Covariance functional inference plays a key role in high dimensional statistics. A wide variety of statistical methods, including principal component analysis, Gaussian graphical model estimation, and multiple linear regression, are intrinsically inferring covariance functionals. In this talk, Han presents a unified framework for analysis of complex (non-Gaussian, heavy-tailed, dependent) high dimensional data. It connects covariance functional inference to robust statistics. Within this unified framework, Han introduces three new methods: elliptical component analysis, robust homogeneity test, and rank-based estimation of latent VAR model. They cover both estimation and testing problems in high dimensions and are applicable to independent or time series data. Although the generative models are complex, Han shows the rather surprising result that all proposed methods are minimax optimal and their performance is comparable to Gaussian-based counterparts under the Gaussian assumption. Han further illustrates the strength of the proposed unified framework on a real financial data.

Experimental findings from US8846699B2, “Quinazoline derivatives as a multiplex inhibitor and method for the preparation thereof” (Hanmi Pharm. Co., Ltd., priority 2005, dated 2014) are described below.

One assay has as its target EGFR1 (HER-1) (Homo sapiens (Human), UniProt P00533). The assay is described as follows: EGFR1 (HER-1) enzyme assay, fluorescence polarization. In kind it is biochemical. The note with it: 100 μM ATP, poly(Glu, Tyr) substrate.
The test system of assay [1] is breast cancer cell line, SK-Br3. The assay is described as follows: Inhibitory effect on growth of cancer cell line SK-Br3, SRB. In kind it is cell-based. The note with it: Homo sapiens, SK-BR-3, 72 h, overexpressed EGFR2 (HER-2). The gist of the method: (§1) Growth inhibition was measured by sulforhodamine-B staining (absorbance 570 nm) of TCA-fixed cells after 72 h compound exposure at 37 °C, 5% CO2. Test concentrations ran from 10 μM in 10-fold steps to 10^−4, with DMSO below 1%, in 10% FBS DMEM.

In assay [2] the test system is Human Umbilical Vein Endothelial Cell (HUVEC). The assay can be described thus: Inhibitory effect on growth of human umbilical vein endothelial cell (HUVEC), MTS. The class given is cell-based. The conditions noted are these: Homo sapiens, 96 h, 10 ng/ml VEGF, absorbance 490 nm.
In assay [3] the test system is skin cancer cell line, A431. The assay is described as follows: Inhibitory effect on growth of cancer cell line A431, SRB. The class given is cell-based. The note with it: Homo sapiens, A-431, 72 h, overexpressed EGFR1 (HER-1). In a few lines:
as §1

February 5 

Treatment Effect Heterogeneity 
Peng Ding
PhD Candidate, Department of Statistics
Harvard University
Hosted by: Ying Wei, PhD

Applied researchers are increasingly interested in whether and how treatment effects vary in randomized evaluations, especially variation not explained by observed covariates. Ding proposes a model-free approach for testing for the presence of such unexplained variation. To use this randomization-based approach, Ding must address the fact that the average treatment effect, generally the object of interest in randomized experiments, actually acts as a nuisance parameter in this setting. Ding explores potential solutions and advocates for a method that guarantees valid tests in finite samples despite this nuisance. Ding also shows how this method readily extends to testing for heterogeneity beyond a given model, which can be useful for assessing the sufficiency of a given scientific theory. Ding finally applies our method to the National Head Start Impact Study, a large-scale randomized evaluation of a federal preschool program, finding that there is indeed significant unexplained treatment effect variation.

February 12

Designing Clinical Studies of Targeted Drugs Across Cancer Modalities
Lorenzo Trippa, PhD
Assistant Professor, Department of Biostatistics
Harvard University
Hosted by: Ying Wei, PhD